In January, I delivered a paper at the Grace Pastors Fellowship, a ministry of the Sovereign Grace Fellowship of Canada. The paper was entitled “Heart Preaching”. While it is mainly talking to pastors about preaching, I think it may have some relevance to any Christian who is concerned about delivering truth to people. So, over the next little while I will be posting snippets from it. You can listen to it here if you care to.

Andrew Bonar, in his biography of Robert Murray M’Cheyne, tells the following story regarding an encounter he had with M’Cheyene:
I remember on one occasion, when we met, he asked what my last Sabbath’s subject had been. It had been ‘the wicked shall be turned into hell.’ On hearing this awful text, he asked, ‘Were you able to preach it with tenderness?’
It’s a telling account. It speaks of M’Cheyne’s love for souls, his pastoral heart, his conformity to Christ and his awareness that it is easier to rage against sin in anger than warn sinners with love.

We are going to consider the matter of heart preaching. I was not given great detail about where to take the title of this lecture today and I had enough wisdom not to call those who gather to decide on such things. Finding out with exactitude what was being asked would have hemmed me in far too much and so on the basis that it easier to get forgiveness than permission I chose to take this matter to two places.

Heart preaching is preaching that comes from the heart.
Heart preaching is preaching that goes to the heart.

II    Heart preaching is preaching from the heart

A Passionate Heart

Heart preaching is preaching with passion. My dictionary defines passion as:
“any intense, extreme, or overpowering emotion or feeling. A strong desire or affection for some object, cause etc.”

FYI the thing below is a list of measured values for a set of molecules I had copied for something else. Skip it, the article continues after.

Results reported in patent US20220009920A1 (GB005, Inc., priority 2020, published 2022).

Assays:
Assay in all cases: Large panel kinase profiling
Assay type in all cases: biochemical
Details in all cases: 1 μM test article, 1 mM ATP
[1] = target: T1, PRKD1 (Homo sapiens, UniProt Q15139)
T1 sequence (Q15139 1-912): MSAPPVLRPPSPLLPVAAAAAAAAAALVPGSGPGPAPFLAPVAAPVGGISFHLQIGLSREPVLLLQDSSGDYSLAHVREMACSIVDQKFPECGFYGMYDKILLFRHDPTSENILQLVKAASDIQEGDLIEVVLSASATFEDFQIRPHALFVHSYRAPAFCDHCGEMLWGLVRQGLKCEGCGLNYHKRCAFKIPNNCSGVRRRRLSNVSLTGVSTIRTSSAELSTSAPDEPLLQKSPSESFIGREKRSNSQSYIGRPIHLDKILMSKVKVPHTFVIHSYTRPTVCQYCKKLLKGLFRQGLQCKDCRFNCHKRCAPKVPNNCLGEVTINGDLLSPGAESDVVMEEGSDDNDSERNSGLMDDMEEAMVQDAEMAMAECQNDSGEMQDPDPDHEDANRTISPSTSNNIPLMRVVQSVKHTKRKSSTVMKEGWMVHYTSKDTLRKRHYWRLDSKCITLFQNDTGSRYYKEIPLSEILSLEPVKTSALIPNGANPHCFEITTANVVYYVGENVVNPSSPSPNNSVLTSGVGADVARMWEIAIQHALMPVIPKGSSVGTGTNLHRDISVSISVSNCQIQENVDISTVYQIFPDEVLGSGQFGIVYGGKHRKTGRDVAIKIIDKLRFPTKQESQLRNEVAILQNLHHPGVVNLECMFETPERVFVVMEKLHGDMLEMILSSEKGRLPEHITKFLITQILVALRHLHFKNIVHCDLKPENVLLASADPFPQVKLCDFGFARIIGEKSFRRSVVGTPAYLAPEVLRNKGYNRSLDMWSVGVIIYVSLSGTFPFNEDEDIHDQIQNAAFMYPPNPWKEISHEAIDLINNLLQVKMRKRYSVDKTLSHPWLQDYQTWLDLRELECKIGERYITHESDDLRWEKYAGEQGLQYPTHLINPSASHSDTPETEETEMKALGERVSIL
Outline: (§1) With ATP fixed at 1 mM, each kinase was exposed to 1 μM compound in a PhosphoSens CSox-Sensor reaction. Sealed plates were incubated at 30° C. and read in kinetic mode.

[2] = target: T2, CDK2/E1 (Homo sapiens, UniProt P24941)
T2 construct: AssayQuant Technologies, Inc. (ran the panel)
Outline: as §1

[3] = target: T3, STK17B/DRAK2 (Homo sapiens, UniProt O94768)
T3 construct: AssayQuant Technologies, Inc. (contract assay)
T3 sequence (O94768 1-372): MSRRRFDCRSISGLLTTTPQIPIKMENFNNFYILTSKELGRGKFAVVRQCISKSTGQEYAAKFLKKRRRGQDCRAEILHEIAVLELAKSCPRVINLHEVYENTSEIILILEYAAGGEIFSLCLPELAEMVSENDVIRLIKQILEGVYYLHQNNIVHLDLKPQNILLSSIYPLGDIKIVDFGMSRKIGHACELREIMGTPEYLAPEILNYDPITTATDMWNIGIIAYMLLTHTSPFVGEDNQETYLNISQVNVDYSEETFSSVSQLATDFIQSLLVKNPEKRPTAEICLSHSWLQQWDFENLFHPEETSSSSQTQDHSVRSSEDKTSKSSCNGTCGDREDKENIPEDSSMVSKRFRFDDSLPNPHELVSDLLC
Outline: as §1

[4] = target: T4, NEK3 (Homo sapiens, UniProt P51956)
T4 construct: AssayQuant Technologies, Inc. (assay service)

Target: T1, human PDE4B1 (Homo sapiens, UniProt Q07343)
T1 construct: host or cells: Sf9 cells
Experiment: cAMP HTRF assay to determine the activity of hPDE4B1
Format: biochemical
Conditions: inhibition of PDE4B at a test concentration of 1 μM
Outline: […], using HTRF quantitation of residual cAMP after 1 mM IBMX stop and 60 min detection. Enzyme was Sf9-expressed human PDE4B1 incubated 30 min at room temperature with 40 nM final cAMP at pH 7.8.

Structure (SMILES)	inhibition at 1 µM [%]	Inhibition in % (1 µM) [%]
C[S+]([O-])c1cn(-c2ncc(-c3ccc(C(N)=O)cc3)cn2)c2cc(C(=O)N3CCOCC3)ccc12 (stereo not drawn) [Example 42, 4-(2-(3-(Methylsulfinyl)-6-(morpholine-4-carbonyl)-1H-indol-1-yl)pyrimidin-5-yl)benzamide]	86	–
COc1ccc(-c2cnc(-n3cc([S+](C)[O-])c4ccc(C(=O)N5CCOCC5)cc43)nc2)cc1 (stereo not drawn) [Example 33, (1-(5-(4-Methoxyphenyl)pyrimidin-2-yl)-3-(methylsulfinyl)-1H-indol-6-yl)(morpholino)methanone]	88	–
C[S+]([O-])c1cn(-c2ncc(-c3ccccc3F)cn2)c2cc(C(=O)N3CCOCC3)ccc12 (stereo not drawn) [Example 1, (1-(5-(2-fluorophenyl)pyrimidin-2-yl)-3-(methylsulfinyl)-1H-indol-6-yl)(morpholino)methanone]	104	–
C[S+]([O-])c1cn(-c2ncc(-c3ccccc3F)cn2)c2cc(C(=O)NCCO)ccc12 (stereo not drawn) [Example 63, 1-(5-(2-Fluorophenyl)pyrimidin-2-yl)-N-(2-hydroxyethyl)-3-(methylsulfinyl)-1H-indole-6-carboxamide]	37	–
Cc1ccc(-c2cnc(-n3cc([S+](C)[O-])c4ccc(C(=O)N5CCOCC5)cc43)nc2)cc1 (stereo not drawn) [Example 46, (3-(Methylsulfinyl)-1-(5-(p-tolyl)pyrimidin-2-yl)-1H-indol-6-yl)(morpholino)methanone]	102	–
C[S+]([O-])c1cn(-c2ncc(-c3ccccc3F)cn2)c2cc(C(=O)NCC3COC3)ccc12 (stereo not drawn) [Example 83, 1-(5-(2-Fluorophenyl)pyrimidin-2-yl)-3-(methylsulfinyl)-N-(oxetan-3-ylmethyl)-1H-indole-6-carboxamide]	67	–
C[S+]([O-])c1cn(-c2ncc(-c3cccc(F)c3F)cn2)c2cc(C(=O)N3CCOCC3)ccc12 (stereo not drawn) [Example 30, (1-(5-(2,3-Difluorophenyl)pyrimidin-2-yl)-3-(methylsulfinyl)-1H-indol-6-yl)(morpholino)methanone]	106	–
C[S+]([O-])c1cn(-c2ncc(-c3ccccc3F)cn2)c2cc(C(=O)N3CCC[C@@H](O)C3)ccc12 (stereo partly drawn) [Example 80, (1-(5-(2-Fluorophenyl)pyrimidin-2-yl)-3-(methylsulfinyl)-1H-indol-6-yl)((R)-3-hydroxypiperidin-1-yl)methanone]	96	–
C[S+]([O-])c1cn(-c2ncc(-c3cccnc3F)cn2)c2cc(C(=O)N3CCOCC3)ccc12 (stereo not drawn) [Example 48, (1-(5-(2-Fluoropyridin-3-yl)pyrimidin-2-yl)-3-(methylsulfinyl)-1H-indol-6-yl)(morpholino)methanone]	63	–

How we need passion in the pulpit! The people we shepherd and preach to, need to know that the truth of God has rivetted our hearts to Him and His truth. They need to hear from men who have spent much time with God, not because they had the duty of laying out Scripture to them for forty-five minutes, but because it was their great joy and delight to be allowed the privilege. The blessed man is the one who is in the Law of the Lord and on that Law meditates day and night – not because he has to, but because he gets to. We hold in our hands that which will still be around after heaven and earth pass away, and we have been permitted by God, who could deliver it much better than we can, to preach it to people so that they will know the God who became flesh and grow into conformity to Him. It is a stunning reality and we ought not to be able to practise preaching without our hearts being smitten by the wonder that God has called us to it.
Luke 24:32 – They said to each other, “Did not our hearts burn within us
while he talked to us on the road, while he opened to us the Scriptures?”

How we need to have our hearts set afire over the Word of God because we met with Him in the study closet and encountered the Word in a way that gripped us. I do not believe that we should be content to know a piece of truth and know how to exegete it and know how to explain it and illustrate it and apply it. We need to feel it. We need to feel it powerfully, deeply, personally, movingly. We need to feel its truth. We need to feel the conviction that the Holy Spirit brings when we encounter an exposing of our sin in it. We need to have it grip us so that we call out with the Psalmist “O how I love your law!!”  (Psalm 119:97, 159). That cry did not come from a heart that was dry and matter of fact. Something grabbed him that caused him to cry out of his love for God’s word.